The Everett Collection

The Monkees found success to be a little bit frightening

Whenever The Monkees were playing a show somewhere, the world knew about it. They couldn't step foot in a city without screaming fans, mostly dedicated women, stopping traffic, camping outside of the venue or making a rush for one of the members.

The band was made up of four men: Mike Nesmith, Davy Jones, Peter Tork and Micky Dolenz. Nesmith was the oldest out of the four. In a 1967 interview with St. Louis Post-Dispatch, Nesmith said he knew exactly what the screaming fans sounded like, and often times he had trouble getting the noise out of his head.

Nesmith compared the sound of his fans to the volume of a gun going off in someone's ear.

"I wear earplugs," Nesmith said. "My doctor says that every time we give a concert, it's the same as a gun going off, only it lasts for an hour. I've lost 12 percent of my hearing."

According to the interview, The Monkees would travel with four 200-wat amps and 18 large speakers, but Nesmith said that the screaming fans would out yell any amp by almost 50 to 1. It wasn't the sound system that did the damage, it was the crowd of screaming women. "It's frightening," Nesmith said. "You step out there sometimes and wish you could go back. It's really enough to shake you. We can barely hear ourselves."

It wasn't just the sound of the shows that Nesmith and the band had to deal with, it was also the super groovy light show that accompanied them onstage. Hundreds of lights would go off behind the band, and often they would have to turn away from them.

The Monkees needed highly elaborate logistics in order for them to go on tour and to go from show-to-show unscathed by fans. On tour there were 32 people and $50,000 worth of equipment being moved between different airplanes and states. "Fame was groovy at first, but now it's kind of a drag. I just sit in my hotel room and wish I could go outside," Nesmith said. 

Nesmith said he was the most shy member of The Monkees. He said he had tried many things to keep his privacy: Black out any windows, live in a fortress of a house, put on makeup, disguises and even... face putty.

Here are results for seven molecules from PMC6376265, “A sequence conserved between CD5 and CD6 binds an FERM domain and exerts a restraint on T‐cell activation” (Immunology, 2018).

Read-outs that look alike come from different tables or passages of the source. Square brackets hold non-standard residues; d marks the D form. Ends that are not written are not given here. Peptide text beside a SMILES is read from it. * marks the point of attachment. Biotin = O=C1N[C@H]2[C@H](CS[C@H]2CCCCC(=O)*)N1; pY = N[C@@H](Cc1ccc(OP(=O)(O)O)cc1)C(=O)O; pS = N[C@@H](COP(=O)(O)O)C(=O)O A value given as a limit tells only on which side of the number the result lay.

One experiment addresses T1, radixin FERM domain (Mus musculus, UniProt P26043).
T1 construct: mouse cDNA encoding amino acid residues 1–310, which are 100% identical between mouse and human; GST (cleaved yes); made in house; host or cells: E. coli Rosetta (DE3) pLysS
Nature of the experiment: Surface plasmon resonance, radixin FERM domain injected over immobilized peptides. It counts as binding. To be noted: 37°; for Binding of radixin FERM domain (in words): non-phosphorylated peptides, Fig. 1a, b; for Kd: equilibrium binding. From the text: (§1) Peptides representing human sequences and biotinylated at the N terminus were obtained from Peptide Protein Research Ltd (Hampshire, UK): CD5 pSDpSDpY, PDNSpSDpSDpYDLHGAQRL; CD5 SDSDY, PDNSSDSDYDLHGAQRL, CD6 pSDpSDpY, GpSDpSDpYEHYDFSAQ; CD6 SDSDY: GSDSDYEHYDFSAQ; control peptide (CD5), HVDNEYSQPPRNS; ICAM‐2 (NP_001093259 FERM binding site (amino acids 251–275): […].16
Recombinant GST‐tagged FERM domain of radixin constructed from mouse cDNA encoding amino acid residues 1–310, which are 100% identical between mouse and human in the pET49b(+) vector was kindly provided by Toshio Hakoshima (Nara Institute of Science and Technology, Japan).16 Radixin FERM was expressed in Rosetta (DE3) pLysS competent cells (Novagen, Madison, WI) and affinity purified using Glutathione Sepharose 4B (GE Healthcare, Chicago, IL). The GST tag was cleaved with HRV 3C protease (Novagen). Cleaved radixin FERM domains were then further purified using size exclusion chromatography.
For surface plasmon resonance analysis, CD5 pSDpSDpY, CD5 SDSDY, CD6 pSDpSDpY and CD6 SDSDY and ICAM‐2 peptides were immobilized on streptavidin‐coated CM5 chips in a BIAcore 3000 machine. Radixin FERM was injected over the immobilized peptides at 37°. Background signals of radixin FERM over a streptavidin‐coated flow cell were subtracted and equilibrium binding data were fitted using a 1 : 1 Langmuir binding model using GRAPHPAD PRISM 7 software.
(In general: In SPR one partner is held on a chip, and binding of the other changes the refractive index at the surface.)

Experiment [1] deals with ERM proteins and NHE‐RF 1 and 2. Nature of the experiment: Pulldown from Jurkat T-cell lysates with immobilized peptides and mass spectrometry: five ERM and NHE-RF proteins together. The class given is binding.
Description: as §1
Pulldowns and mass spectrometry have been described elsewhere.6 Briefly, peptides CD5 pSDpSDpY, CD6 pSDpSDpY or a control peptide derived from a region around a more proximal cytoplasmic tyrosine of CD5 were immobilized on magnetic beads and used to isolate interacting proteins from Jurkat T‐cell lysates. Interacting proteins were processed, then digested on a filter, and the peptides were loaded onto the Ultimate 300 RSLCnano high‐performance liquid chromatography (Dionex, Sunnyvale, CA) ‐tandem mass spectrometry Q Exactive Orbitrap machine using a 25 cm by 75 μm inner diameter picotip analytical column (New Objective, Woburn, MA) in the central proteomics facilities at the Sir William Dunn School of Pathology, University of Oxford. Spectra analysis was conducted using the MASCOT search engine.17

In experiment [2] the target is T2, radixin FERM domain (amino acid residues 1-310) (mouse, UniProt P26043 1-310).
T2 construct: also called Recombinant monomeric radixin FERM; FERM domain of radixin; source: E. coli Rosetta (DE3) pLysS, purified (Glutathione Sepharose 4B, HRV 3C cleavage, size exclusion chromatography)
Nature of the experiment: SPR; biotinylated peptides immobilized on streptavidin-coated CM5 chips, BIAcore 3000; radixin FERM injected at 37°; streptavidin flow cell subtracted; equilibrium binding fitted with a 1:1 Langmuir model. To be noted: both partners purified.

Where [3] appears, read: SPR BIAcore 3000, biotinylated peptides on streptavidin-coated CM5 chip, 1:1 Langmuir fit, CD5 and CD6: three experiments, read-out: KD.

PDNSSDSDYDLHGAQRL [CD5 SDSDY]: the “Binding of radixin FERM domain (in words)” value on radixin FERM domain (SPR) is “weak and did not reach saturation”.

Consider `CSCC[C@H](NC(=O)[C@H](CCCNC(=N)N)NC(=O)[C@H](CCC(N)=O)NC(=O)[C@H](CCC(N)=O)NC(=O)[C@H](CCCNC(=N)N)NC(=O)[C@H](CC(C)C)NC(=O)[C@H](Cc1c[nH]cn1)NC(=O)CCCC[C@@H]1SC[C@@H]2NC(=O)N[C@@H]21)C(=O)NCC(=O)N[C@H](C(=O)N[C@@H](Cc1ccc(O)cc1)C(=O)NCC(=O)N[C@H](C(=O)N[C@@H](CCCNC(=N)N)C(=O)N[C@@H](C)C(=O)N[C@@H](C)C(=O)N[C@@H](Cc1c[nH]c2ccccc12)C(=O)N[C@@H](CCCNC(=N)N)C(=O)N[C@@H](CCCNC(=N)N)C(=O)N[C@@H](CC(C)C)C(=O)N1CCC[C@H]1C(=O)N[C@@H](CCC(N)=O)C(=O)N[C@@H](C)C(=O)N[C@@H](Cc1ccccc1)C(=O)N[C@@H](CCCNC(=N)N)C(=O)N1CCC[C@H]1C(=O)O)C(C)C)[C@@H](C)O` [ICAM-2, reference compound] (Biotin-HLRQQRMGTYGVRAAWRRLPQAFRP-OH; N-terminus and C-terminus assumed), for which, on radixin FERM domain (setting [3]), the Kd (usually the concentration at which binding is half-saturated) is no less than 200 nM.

"Remember how big The Beatles made it when they came to the states?" Nesmith asked in the interview. "Well, multiply by four. That's how we hit Europe."

The Beatles, however, never had their own TV show. The Monkees' fame on TV added an extra layer of swoon. The Monkees were among 437 young men who all answered an ad in Variety for "a quartet of hip, insane, folk-orientated rock n' rollers, 17 to 21, with the courage to work."

And boy, did they end up working.

When The Monkees premiered on NBC in 1965, both teens and adults experienced love at first sight, and at first listen. Their record Last Train to Clarksville had been released before The Monkees was on air, but after the show aired, it sold so fast that it shot up to No. 1 on the charts.

After their tour, Nesmith and the band went back to the studio to make a new record, and to film the series. According to Nesmith, filming The Monkees would take up to 20 hours of their day.

"Television is a vast wasteland, so we went in and said, let's waste it," Nesmith said. "Even so, I think what we do is pretty important for the kids because it takes a little edge off the pain of having to grow up. From the way they react to us, it's obvious that they have something to let out, and we're the outlet."

Nesmith said that as long as the screaming lasted, The Monkees had a big responsibility to keep providing fans with timeless music and a place to escape.

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